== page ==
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Hypericum calycinum - L.                
                 
Common Name Rose Of Sharon
Family Hypericaceae
Synonyms
Known Hazards None known
Habitats Grassy places and open woods to 1800 metres[184].
Range W. Asia - Turkey. Naturalized in Britain.
Edibility Rating  
Medicinal Rating  
Care
Fully Hardy Well drained soil Moist Soil Full shade Semi-shade Full sun

Summary       

Physical Characteristics       
 icon of manicon of shrub
Hypericum calycinum is an evergreen Shrub growing to 0.3 m (1ft) by 1 m (3ft 3in) at a fast rate.
It is hardy to zone 6. It is in leaf 12-Jan It is in flower from Jun to September, and the seeds ripen from Sep to October. The flowers are hermaphrodite (have both male and female organs) and are pollinated by Insects, self.The plant is self-fertile.


USDA hardiness zone : Coming soon


Suitable for: light (sandy), medium (loamy) and heavy (clay) soils, prefers well-drained soil and can grow in heavy clay and nutritionally poor soils. Suitable pH: acid, neutral and basic (alkaline) soils and can grow in very alkaline soils.
It can grow in full shade (deep woodland) semi-shade (light woodland) or no shade. It prefers dry or moist soil and can tolerate drought.

Hypericum calycinum Rose Of Sharon


http://commons.wikimedia.org/wiki/User:Franz_Xaver
Hypericum calycinum Rose Of Sharon
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Habitats       
Woodland Garden Sunny Edge; Dappled Shade; Shady Edge; not Deep Shade; Ground Cover;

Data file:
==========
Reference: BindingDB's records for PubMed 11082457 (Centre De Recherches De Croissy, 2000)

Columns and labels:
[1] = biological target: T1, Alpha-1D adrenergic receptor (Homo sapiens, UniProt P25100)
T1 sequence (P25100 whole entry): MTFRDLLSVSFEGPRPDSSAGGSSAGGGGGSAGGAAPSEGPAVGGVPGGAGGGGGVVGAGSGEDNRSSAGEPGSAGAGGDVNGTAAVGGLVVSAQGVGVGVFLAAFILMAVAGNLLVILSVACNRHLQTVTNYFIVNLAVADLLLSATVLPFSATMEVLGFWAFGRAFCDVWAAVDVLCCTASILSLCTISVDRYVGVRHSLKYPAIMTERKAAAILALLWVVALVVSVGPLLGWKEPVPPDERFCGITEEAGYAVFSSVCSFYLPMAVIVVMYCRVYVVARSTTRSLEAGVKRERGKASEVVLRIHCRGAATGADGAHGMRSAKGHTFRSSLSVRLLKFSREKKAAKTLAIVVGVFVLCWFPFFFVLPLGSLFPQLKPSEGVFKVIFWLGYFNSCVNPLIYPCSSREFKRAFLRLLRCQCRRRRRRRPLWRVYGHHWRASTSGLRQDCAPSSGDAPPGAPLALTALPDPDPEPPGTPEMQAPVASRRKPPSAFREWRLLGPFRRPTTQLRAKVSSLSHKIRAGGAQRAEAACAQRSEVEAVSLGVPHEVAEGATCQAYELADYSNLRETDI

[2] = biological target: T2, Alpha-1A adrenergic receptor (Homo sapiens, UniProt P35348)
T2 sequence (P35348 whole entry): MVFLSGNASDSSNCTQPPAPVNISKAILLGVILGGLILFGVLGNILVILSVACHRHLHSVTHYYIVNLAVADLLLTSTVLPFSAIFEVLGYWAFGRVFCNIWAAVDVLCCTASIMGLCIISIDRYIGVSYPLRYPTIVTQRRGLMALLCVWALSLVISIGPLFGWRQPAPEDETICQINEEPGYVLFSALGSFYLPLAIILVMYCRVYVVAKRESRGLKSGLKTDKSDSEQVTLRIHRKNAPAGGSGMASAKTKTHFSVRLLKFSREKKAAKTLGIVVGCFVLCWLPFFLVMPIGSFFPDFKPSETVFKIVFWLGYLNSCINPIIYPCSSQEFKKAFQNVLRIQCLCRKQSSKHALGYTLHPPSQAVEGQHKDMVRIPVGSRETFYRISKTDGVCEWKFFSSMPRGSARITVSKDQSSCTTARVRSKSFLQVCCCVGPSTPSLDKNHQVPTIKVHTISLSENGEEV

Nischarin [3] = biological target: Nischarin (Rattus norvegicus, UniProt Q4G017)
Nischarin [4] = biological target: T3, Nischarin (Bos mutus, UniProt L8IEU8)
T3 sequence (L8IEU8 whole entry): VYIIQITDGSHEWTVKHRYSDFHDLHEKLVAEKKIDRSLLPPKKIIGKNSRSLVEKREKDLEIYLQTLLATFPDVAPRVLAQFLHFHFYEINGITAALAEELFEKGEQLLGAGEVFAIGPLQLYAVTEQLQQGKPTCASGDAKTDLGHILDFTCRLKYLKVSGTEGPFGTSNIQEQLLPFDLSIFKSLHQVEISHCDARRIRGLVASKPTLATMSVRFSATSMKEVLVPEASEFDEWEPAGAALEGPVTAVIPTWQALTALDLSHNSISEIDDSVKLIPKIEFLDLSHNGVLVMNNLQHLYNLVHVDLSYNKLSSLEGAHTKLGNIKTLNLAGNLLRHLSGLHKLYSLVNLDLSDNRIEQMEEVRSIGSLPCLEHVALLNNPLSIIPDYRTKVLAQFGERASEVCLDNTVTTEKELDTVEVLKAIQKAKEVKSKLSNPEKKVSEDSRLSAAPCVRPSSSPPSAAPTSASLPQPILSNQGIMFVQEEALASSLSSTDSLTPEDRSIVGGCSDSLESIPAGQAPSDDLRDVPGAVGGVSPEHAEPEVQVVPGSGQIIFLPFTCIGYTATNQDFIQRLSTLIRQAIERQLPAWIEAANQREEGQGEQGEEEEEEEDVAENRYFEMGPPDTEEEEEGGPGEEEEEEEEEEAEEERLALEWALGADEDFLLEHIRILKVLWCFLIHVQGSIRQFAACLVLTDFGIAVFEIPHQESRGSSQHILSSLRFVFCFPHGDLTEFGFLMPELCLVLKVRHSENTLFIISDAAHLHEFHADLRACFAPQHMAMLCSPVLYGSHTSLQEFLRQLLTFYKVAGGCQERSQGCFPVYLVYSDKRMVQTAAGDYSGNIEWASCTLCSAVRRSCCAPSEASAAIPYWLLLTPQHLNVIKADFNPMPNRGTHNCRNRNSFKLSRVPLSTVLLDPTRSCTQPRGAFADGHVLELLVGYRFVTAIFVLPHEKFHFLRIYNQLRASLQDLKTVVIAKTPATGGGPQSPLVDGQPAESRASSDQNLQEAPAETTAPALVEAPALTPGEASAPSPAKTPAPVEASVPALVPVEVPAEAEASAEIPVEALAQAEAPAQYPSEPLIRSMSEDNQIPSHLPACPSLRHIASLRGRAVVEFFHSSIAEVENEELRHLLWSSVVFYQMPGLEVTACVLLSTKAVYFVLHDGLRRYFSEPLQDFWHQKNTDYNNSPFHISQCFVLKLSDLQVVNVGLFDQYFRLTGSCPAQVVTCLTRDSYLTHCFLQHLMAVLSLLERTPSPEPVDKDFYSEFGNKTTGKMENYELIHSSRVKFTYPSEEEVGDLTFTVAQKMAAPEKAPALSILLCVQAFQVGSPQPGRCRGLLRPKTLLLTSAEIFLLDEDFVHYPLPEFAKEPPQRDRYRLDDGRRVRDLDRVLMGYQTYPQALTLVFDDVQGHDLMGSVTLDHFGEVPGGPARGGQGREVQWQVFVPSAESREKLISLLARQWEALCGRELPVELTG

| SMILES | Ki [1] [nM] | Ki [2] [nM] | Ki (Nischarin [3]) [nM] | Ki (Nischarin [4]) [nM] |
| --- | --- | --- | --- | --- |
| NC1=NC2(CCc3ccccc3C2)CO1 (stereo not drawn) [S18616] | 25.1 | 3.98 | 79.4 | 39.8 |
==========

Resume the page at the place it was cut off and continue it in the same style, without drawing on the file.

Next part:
Edible Uses                                         
None known
Medicinal Uses
Plants For A Future can not take any responsibility for any adverse effects from the use of plants. Always seek advice from a professional before using a plant medicinally.



None known
Other Uses
Dye.

A good ground cover plant[182, 208], succeeding in the heavy shade of trees and in dry shade[190, 200]. Very vigorous, it can swamp out small plants. For the densest cover plants should be cut to ground level each April[197]. A yellow-orange dye is obtained from the flowers.
Cultivation details                                         
Easily grown in any reasonably good well-drained but moisture retentive soil.[1] Succeeds in dry soils[200] and in chalky soils[11]. Grows well in heavy clay soils. Succeeds in sun or shade but flowers better in a sunny position[11]. Grows well even in the shade of tall trees[1, 20, 31]. Tolerates poor soils and also drought when it is established[184]. A very cold-hardy plant, tolerating temperatures down to about -25°c[184]. A very ornamental but very invasive plant, spreading by means of stolons[1, 182]. Seldom sets seed in Britain, probably due to our wet autumns[182]. Plants are often afflicted with rust disease[182, 200]. Plants in this genus are notably resistant to honey fungus[200].
                                                                                 
Propagation